Memcached is a service that allows entire database tables to be stored in memory, drastically speeding up queries to those tables and alleviating database load. In WordPress and W3 Total Cache, the Memcached module allows you to store all cache tables in memory.
This guide can be used to set up Memcached on CentOS.
Install memcached through RPM
The easiest way to install Memcached is through a package manager such as yum or apt.
Now we can simply use yum (or apt) to install Memcached:
yum install memcached
Afterwards you can confirm memcached is up and running by calling it.
Install the Memcache PECL Extension
Even though memcached is happily running on the server, it’s not accessible from PHP without the PECL extension. Fortunately this is a very easy process, just use the
pecl install memcache
If the pecl install fails you will need to use the alternative method:
$ wget http://pecl.php.net/get/memcache-3.0.6.tgz tar xvfz memcache-3.0.6.tgz cd memcache-3.0.6 phpize ./configure make && make install
Then add the memcache extension to your php.ini file, usually at /usr/local/lib/php.ini.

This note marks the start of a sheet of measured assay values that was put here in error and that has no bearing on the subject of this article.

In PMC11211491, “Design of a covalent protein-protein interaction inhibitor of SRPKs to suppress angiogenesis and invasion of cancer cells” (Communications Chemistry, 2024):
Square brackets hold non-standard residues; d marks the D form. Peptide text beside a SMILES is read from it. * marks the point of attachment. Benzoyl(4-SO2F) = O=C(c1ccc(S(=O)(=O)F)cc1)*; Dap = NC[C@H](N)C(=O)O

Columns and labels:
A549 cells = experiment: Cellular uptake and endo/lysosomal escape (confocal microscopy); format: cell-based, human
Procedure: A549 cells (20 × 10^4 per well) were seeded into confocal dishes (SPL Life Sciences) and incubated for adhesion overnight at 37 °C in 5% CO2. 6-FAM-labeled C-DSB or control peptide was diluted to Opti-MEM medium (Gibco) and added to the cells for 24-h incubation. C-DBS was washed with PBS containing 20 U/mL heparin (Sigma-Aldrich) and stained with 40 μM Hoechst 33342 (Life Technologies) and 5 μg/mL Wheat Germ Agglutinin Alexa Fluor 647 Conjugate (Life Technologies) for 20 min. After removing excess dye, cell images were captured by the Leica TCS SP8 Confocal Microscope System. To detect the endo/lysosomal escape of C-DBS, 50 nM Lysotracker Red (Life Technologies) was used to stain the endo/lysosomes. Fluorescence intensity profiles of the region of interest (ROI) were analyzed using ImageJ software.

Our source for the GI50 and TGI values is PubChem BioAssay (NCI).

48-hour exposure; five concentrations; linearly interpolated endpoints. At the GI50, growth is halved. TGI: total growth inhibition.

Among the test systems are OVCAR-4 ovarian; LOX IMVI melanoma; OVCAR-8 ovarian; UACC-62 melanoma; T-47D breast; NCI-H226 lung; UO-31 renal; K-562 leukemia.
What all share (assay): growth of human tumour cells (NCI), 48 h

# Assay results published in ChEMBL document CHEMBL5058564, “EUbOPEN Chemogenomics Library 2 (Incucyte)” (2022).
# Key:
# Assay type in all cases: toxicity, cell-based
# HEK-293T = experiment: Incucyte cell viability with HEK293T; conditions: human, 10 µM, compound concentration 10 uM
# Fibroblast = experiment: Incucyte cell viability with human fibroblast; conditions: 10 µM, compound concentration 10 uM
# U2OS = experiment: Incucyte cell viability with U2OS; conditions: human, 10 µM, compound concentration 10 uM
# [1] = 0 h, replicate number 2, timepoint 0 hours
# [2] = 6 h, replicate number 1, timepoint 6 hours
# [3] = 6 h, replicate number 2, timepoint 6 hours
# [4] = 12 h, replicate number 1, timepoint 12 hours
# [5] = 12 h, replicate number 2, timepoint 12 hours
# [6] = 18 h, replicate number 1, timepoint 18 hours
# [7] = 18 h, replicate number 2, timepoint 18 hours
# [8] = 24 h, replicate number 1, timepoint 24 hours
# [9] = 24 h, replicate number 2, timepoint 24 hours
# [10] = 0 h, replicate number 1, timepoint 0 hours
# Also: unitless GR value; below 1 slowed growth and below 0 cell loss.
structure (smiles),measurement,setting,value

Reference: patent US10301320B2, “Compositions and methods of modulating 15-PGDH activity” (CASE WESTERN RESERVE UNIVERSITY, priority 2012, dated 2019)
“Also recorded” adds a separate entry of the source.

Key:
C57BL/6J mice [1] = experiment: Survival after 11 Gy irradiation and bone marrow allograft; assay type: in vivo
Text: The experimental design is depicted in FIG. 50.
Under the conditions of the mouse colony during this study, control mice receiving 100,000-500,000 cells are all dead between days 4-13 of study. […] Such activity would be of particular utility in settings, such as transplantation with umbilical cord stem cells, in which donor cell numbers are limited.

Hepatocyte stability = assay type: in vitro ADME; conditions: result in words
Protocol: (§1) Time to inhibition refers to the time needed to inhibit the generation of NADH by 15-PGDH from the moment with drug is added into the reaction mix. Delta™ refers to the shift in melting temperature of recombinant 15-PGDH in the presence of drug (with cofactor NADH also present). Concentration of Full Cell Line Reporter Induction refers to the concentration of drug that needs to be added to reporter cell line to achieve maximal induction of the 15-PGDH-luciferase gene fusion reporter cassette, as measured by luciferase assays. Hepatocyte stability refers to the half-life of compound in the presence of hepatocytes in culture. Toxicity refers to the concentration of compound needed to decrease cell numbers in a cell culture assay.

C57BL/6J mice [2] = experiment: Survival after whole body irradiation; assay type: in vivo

And finally restart Apache so that it will pick up the new extension:
Running phpinfo() on your webserver should now confirm that memcache is installed:
Set up Memcached as a service
Just having memcache installed will not do anything by itself, we need to actually start up some instances of it for our web server to connect to, and we need memcached to automatically start up when the server restarts.
For this we need to install a new script at /etc/init.d/memcached. For this I usually use a custom script that’s a bit crude, since it assumes that memcached is being used exclusively for our web server. However, most of the time this is true and it works just fine.
Download the memcached script (rename to just “memcached”).
So simply load this script into /etc/init.d. Then set the permissions on it to make it executable:
chmod 755 memcached
Then register the script to start up with the server:
chkconfig --add memcached
Now you can start up memcached as a service.
service memcached start
And you can confirm that memcached has fired up several instances by checking ps.
ps -e | grep memcached
22805 ? 00:00:59 memcached
22807 ? 00:00:58 memcached
22809 ? 00:01:16 memcached
22811 ? 00:00:55 memcached
22813 ? 00:00:01 memcached
22815 ? 00:01:02 memcached
22817 ? 00:00:27 memcached
22819 ? 00:00:35 memcached
22821 ? 00:00:01 memcached
22823 ? 00:00:01 memcached
22825 ? 00:00:01 memcached
And that’s it! You may need to change the /etc/init.d/memcached file to match your needs depending on what you’re using Memcached for.
Originally posted 2016-01-11 05:53:00.